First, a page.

“Here we go again. Fighting for resources. What the hell am I doing here?” — Brad Pitt as Roy McBride in Ad Astra
I just received an email from a client. They were alarmed that the proposed Federal budget included, again, defunding the Chemical Safety Board, and wanted to know what they could do to prevent it.
Here We Go Again
This first came up in 2017. We posted two blogs at the time, Is America First without the Chemical Safety Board? and then Defunding the CSB: Who Thought This Was a Good Idea? We laid out the reasons why we believed the CSB was important and worth funding. It was funded.
Defunding the CSB came up again with proposed Federal budget that was issued in 2018, and the proposed budget that was issued in 2019. Now, in 2020, the proposed Federal budget once again defunds the CSB.
Worse, attrition has whittled the five-member board down to only one member, interim executive authority, Dr. Kristen Kulinowski.
What Does the CSB Do?
The CSB does not make regulations and it does not enforce regulations. So, if you dislike regulations and other forms of government interference with how you do your job, that is no reason to see the CSB eliminated.
So, what does the CSB do?
The CSB investigates chemical catastrophes in an effort to understand why they happened, makes whatever recommendations they believe are necessary to reduce the likelihood of reoccurrence, and works to educate all parties about making the chemical industry safer.
Every safety professional and every process engineer I have talked to believes that the Chemical Safety Board makes an essential contribution to improving the safety of chemical operations in the United States, and for that matter, the rest of the world.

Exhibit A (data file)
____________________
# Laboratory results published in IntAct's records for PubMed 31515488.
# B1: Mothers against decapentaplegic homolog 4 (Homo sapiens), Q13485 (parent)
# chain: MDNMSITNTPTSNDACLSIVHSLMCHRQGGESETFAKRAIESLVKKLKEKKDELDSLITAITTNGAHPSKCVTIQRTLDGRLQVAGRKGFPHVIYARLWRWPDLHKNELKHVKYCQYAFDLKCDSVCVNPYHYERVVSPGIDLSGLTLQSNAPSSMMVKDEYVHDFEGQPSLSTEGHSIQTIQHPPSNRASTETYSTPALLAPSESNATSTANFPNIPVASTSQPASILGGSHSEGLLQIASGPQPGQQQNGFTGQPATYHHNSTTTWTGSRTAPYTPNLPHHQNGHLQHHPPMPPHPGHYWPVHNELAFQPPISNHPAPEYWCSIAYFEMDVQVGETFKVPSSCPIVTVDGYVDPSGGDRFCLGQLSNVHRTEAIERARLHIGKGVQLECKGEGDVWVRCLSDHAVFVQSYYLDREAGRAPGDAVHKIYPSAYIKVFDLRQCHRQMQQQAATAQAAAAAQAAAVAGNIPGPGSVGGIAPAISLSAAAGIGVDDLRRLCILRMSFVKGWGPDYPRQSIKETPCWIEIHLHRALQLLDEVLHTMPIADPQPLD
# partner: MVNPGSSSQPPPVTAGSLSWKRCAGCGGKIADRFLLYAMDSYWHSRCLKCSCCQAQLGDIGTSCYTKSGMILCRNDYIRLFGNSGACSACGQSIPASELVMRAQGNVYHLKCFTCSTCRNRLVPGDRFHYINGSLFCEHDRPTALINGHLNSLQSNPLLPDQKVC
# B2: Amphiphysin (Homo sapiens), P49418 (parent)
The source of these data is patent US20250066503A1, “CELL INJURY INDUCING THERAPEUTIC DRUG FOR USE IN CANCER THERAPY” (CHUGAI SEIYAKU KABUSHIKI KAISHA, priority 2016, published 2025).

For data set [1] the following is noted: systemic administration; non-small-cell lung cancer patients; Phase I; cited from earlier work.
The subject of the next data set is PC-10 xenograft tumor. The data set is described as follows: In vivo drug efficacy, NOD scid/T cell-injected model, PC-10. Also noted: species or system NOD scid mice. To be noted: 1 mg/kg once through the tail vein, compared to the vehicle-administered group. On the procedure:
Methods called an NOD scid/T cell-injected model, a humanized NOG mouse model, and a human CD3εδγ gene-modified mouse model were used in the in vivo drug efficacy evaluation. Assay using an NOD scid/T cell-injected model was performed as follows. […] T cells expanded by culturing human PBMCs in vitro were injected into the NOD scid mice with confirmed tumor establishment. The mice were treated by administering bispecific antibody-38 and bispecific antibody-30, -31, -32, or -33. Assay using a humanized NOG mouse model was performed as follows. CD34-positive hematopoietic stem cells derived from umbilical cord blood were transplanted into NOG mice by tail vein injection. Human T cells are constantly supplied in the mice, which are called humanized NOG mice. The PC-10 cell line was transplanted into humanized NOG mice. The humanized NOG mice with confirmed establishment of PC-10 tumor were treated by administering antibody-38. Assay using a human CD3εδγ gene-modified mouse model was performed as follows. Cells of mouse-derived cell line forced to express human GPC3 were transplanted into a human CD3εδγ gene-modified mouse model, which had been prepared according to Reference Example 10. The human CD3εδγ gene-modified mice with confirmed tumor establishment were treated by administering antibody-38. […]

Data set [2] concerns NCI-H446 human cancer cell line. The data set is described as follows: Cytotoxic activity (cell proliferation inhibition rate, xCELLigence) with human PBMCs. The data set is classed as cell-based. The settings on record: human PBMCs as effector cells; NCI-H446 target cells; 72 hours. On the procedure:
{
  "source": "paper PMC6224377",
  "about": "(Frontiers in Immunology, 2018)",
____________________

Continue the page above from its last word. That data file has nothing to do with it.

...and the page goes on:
Moreover, when they learn what the CSB’s budget is, they are astonished. “Wow! What a bargain!”
What a Bargain!
The annual budget for the CSB is around $12 million. If the work the CSB does each year prevents only one additional catastrophic event per year, one quickly concludes that the CSB gives an incredible return on investment. The videos that the CSB produces about the chemical disasters they have investigated alone are worth the price of admission.
The annual budget for the National Transportation Safety Board, the agency on which the CSB is modeled, is a little over $100 million. It is still in the budget.
We Need the CSB
Investigations of catastrophic chemical incidents are like independent layers of protection. They need to be effective, independent, and auditable. The CSB provides that. Certainly, organizations that suffer these incidents need to investigate themselves. For the rest of us though, that does not provide an opportunity to learn. We only learn from experience, but it is incredibly expensive for each of us to learn only from our own experience. To learn from other’s experiences, we need an entity independent of the incident to tell us what happened. Scrapping the CSB will not eliminate the need—it just shifts the burden to a new entity. In the meantime, investigations will go undisclosed or dismissed as self-serving legal defenses. We need the CSB.
Contact Your Representatives and Senators
The final Federal budget is not the proposed Federal budget, but the budget passed by Congress and signed into law. As we have seen, there is a lot of movement between where the Federal budget starts and where it ends up.
There is still an opportunity for individual citizens to influence specific line items in the budget. It does no good for you to complain to your co-workers or to me. It is your Representative and Senators in Congress that need to hear from you.
So, do what I am going to do: contact your Representative and Senators. Send a well-reasoned explanation of why you think the CSB is important and why having a full board is important. Encourage others to do the same.
Don’t send a rant. Don’t send a form letter; form letters are typically dismissed or lumped together as a single comment. Don’t stray to other topics; it makes it hard for staffers to keep a tally and it dilutes your message.
It doesn’t take very many letters, calls, or e-mails with unique content to represent a flood of interest in the eyes of a legislator, to make them understand that this is not just a passing fancy. Make yours understand how important the CSB is to your safety and the safety of our entire industry.